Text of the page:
The guests from Ukraine held extensive and in-depth discussions with Under-Secretary Thomas Kunz from the Thuringia Ministry for Migration, Justice and Consumer Protection, who was himself in charge of matters relating to reviews of members of the judiciary in the former GDR, and Professor Thomas, retired Under-Secretary of the Federal Ministry of Justice and Consumer Protection, who was involved in negotiating the Unification Treaty, about the German experience after reunification with regard to reviews of judges and public prosecutors. The above-mentioned "act on the consolidation of state power" has already entered into effect, but it is currently being reviewed, following criticism from the European side. The IRZ also gave its opinion on this issue, as well as the Venice Commission. As a result, the proceedings regarding this act which were pending before the Ukrainian Constitutional Court have apparently now been suspended. To that extent the IRZ will not let up in its efforts to ensure that these reviews, which are definitely necessary in the Ukraine, are conducted according to rule-of-law standards.
Based on its more than 20 years of cooperation, the IRZ is implementing a five-pillar programme to promote the rule of law in Ukraine, supported by the Federal Foreign Office. Despite the extremely difficult domestic and international political conditions, the implementation of the programme has already been started. The programme covers issues of the constitutional and judicial reform, public law and criminal law as well as the fight against corruption, above all in the judiciary. The working visit of the representatives of the Supreme Administrative Court of Ukraine, which took place from 25 to 28 November 2014, also continued a long-standing cooperation in establishing an administrative jurisdiction in Ukraine. Issues of protecting judicial independence and the necessary consolidation of an understanding of real independence by all parties played an important role during the expert talks, in particular against the background of the experiences gained in recent years and the current reform efforts.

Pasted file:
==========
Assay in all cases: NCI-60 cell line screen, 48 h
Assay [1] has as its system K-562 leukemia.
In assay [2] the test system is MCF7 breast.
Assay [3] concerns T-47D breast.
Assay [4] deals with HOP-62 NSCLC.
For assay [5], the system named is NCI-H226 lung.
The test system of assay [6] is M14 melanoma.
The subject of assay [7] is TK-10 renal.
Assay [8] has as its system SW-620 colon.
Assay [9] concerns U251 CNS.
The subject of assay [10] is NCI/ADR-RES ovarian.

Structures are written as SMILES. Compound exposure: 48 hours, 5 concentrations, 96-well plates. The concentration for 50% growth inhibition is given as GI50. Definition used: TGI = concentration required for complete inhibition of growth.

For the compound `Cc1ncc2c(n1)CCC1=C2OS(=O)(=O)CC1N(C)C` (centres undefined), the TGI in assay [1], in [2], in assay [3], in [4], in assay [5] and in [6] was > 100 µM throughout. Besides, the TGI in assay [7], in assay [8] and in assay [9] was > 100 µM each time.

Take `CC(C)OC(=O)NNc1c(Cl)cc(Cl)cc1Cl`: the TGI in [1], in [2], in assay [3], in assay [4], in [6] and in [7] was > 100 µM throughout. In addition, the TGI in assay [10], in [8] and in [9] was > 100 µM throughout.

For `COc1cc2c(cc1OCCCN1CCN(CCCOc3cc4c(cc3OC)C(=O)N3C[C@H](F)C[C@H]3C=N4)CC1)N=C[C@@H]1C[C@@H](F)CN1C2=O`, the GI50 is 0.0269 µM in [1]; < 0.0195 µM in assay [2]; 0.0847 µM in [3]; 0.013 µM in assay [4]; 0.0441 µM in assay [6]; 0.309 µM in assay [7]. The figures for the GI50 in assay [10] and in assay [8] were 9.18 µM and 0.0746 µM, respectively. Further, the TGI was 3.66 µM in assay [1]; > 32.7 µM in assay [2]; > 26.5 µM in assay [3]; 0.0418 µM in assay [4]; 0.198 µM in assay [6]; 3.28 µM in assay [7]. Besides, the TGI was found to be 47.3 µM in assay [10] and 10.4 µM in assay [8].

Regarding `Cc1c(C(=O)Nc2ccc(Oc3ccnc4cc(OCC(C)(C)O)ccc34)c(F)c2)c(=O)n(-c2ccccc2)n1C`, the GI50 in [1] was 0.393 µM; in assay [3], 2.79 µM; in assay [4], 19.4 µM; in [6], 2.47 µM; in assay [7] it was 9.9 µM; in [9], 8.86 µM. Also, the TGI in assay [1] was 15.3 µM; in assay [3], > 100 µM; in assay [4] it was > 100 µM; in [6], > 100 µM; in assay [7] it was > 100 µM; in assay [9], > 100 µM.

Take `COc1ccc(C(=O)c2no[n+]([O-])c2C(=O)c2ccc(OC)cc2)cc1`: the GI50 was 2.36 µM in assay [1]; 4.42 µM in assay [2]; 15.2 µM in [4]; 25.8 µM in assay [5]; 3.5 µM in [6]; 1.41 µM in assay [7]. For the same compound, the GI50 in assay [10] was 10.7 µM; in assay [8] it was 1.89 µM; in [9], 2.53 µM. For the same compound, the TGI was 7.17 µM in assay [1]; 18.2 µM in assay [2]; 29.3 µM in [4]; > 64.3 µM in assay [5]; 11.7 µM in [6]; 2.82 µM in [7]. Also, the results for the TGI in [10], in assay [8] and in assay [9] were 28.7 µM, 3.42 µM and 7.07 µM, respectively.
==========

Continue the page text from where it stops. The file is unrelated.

In this context, the highly topical problem of the so-called lustration of civil service members and the judiciary as a whole were discussed. The judiciary will be reviewed as of early December 2014, including the Supreme Administrative Court, based on the requirements of the respective law. This review is certainly necessary in many cases but still has to be carried out in a reasonable way, bearing the principle of proportionality in mind. Another topical aspect was the effort of some forces in Ukraine to dissolve the administrative jurisdiction again and to integrate it into ordinary jurisdiction. An integration of commercial jurisdiction may be expedient; the dissolution of the administrative jurisdiction, however, which has been in existence for about a decade, would have to be considered as a drawback. Rather, more attention should be paid to developing the administrative courts further into an instrument capable of effectively and efficiently reviewing the activities of the state. For this purpose, they have to be truly independent and under no external influence at all, in order to contribute to a law-abiding conduct on the part of the executive.
The delegation was headed by the Court President Mr Netschytailo, who was only re-elected in June this year. They were received by the Vice-President of the Federal Administrative Court Dr Christ and the IRZ Deputy Director Dr Hülshörster. The meetings were also attended by the Presiding Judges Prof Dr Rubel and Mr Neumann as well as the Judges Prof Dr Kraft and Mr Steinkühler.